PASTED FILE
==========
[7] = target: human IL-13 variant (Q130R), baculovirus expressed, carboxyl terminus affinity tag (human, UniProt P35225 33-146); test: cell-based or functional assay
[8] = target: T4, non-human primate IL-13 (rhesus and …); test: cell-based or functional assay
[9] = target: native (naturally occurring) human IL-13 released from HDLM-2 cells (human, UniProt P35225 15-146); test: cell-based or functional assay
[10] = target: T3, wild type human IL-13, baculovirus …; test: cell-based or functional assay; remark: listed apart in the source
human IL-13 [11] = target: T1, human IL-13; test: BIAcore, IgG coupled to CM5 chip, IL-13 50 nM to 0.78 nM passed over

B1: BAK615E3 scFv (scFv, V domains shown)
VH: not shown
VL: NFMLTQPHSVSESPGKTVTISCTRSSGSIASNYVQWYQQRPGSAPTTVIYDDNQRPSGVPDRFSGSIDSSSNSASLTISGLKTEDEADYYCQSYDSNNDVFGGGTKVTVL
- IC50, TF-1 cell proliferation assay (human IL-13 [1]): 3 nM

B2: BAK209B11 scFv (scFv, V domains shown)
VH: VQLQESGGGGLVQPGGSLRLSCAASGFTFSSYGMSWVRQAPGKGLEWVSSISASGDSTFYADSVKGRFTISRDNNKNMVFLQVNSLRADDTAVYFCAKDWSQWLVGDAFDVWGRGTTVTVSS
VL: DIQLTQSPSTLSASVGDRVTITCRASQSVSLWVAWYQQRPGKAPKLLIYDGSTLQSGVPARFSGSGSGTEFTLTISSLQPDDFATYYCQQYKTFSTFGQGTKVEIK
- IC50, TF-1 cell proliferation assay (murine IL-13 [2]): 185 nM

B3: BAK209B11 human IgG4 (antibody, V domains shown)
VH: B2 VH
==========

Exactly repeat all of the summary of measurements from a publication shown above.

[7] = target: human IL-13 variant (Q130R), baculovirus expressed, carboxyl terminus affinity tag (human, UniProt P35225 33-146); test: cell-based or functional assay
[8] = target: T4, non-human primate IL-13 (rhesus and …); test: cell-based or functional assay
[9] = target: native (naturally occurring) human IL-13 released from HDLM-2 cells (human, UniProt P35225 15-146); test: cell-based or functional assay
[10] = target: T3, wild type human IL-13, baculovirus …; test: cell-based or functional assay; remark: listed apart in the source
human IL-13 [11] = target: T1, human IL-13; test: BIAcore, IgG coupled to CM5 chip, IL-13 50 nM to 0.78 nM passed over

B1: BAK615E3 scFv (scFv, V domains shown)
VH: not shown
VL: NFMLTQPHSVSESPGKTVTISCTRSSGSIASNYVQWYQQRPGSAPTTVIYDDNQRPSGVPDRFSGSIDSSSNSASLTISGLKTEDEADYYCQSYDSNNDVFGGGTKVTVL
- IC50, TF-1 cell proliferation assay (human IL-13 [1]): 3 nM

B2: BAK209B11 scFv (scFv, V domains shown)
VH: VQLQESGGGGLVQPGGSLRLSCAASGFTFSSYGMSWVRQAPGKGLEWVSSISASGDSTFYADSVKGRFTISRDNNKNMVFLQVNSLRADDTAVYFCAKDWSQWLVGDAFDVWGRGTTVTVSS
VL: DIQLTQSPSTLSASVGDRVTITCRASQSVSLWVAWYQQRPGKAPKLLIYDGSTLQSGVPARFSGSGSGTEFTLTISSLQPDDFATYYCQQYKTFSTFGQGTKVEIK
- IC50, TF-1 cell proliferation assay (murine IL-13 [2]): 185 nM

B3: BAK209B11 human IgG4 (antibody, V domains shown)
VH: B2 VH